Response: Why Young People Leave the Salvation Army

I thought I might also take a stab at the question the Central Territory Youth Department put out a few weeks ago. You can find the original articles in part one and part two. The question that is raised is: “Why are young people leaving the Salvation Army?”

I’d like to tackle this without too many generalities, so I’ll try to take this from a personal perspective: “Why would I, David Witthoff, ever leave the Salvation Army?” Sounds weird to even say it. But of course, the thought has crossed my mind on occasion. I don’t anticipate the following list will have much order anyways, so here we go:

1. I certainly agree with Matt Aho’s observation of the power distribution in the Salvation Army. I’ve felt on many occasions the total lack of authority or ability to change or improve various facets of our programs, corps, events, culture, etc. I’ve said this before, but we say we believe in a priesthood of all believers, but it sure seems in practice that “some are more priestly than others.”

If I might apply some concepts from my previous post, “The Idiot-Preacher,” this deficit of power from the soldiers and members of the church is an aspect of “stupidifying,” as the author Crawford writes. By giving most of the decision making power to a certain “class,” the cognitive effort required to maintain a church community, even the creative opportunity to build a community center and church  in it’s own way, is vacated from the minds of the laypeople. If that’s not the scandal of the Salvationist mind, I’m not sure what is.

All that to say, it’s terribly disheartening to perform many roles and fulfill functions, and only rarely be able to innovate.

2. I think young people leave when there aren’t a lot of young people left. I like the Army, and I plan to stick with it, but having been at two corps now where I was the only, or one of a few between 20-50 years old, it can be incredibly disheartening. I find also that when the officers in these corps are unwise, they often overburden and burnout the few 20-30 somethings they have left (not my experience, thankfully).

3. Unfulfilled expectations will be my last point. Growing up my group heard time and again how we were going to be the “next generation” of Salvation Army leaders. Opportunity and open doors seemed promised, but, similarly to point #1, we didn’t go to Training en masse, and so many of us can’t be part of the next generation of leaders.  So please, just disciple kids, don’t try and make them all leaders.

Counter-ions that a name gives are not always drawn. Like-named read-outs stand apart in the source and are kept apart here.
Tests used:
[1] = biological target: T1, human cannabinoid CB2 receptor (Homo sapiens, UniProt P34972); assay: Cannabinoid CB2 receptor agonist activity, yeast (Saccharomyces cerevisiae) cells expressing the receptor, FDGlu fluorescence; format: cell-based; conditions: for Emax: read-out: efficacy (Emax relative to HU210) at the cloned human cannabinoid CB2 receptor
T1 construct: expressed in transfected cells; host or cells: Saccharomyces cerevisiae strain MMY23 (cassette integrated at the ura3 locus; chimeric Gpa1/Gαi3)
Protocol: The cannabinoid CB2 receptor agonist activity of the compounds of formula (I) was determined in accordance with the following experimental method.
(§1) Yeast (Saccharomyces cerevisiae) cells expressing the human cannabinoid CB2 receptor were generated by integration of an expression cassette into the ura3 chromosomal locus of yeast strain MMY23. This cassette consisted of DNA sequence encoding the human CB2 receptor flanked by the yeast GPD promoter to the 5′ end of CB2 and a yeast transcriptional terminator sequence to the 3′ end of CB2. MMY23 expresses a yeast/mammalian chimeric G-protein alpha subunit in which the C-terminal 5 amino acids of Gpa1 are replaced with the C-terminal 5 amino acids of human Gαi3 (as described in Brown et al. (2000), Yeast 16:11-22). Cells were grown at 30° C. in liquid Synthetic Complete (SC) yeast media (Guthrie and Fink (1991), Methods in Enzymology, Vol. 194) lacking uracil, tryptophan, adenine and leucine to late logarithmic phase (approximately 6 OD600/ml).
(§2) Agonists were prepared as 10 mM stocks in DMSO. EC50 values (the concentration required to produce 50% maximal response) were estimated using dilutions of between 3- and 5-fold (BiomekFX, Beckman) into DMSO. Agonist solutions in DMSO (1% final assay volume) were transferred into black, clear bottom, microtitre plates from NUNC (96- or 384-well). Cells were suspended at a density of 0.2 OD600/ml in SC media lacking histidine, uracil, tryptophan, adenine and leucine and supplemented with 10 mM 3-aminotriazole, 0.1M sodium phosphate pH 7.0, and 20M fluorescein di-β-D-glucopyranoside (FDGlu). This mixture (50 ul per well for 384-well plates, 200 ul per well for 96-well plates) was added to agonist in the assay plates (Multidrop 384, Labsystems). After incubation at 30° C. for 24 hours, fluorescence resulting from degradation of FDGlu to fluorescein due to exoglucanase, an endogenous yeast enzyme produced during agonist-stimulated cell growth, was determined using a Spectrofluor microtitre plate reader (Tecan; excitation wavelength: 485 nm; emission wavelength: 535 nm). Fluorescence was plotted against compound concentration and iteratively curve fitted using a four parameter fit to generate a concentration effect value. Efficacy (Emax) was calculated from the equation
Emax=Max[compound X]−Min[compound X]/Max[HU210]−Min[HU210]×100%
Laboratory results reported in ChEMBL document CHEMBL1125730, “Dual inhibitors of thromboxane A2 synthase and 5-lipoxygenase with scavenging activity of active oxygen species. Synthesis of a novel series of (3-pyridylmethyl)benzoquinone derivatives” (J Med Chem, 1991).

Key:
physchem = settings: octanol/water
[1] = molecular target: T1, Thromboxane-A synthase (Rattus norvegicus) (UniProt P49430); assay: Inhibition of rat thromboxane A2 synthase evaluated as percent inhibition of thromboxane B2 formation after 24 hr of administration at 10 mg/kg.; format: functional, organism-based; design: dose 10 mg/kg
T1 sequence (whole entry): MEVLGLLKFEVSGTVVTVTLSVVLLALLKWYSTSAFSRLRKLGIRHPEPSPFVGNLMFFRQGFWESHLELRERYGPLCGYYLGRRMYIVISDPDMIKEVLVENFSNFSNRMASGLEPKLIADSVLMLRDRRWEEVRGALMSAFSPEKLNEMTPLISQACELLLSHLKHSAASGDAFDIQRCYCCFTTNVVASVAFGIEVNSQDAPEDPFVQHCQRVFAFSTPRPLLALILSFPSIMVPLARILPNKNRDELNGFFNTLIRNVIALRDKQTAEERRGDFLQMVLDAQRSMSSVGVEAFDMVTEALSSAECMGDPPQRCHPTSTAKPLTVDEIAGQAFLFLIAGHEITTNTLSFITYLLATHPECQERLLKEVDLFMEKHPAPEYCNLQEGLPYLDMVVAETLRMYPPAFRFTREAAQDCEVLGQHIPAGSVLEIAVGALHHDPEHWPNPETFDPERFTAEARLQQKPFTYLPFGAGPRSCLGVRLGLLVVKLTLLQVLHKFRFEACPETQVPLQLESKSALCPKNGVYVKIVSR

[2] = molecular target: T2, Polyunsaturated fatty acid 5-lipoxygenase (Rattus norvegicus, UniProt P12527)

In summary, I end with a warning-quote from author Clay Shirky: “…if you pretend to offer an outlet for [intrinsic] motivations, while slotting people into a scripted experience, they may well revolt.”

Just remember that young adults are pretty flakey, so “revolt” in their case is probably just saying “meh” and walking out the door.

The Idiot-Preacher

I’ve just finished reading a book, “Shop Class as Soulcraft” by Matthew Crawford. In this book, he expounds on the meaning and value of physical and manual work. He holds a PhD in the arts, and writes about working in white collar jobs, but he eventually returns to what often sounds like a first love: motorcycle repair. While there are a lot of aspects to this book, I’d like to focus on one part, and see how it might apply to work in the church. Realize going into this that Crawford’s goal is not the best kind of work in monetary terms, but what is most fulfilling.

On getting his first job writing abstracts for scholarly articles and journals, he writes:

“As I was shown to my cubicle by these same people, I felt a real sense of being honored. They had made a place for me. It seemed more than spacious enough. It was my desk, where I would think my thoughts, and no longer as a private amusement tending toward alienation. Rather, these thoughts would be my unique contribution to a common enterprise, in a real company with hundreds of employees. The regularity of the cubicles made me feel I had found a place in the order of things; I felt enlarged by the largeness of it. I would wear a tie.”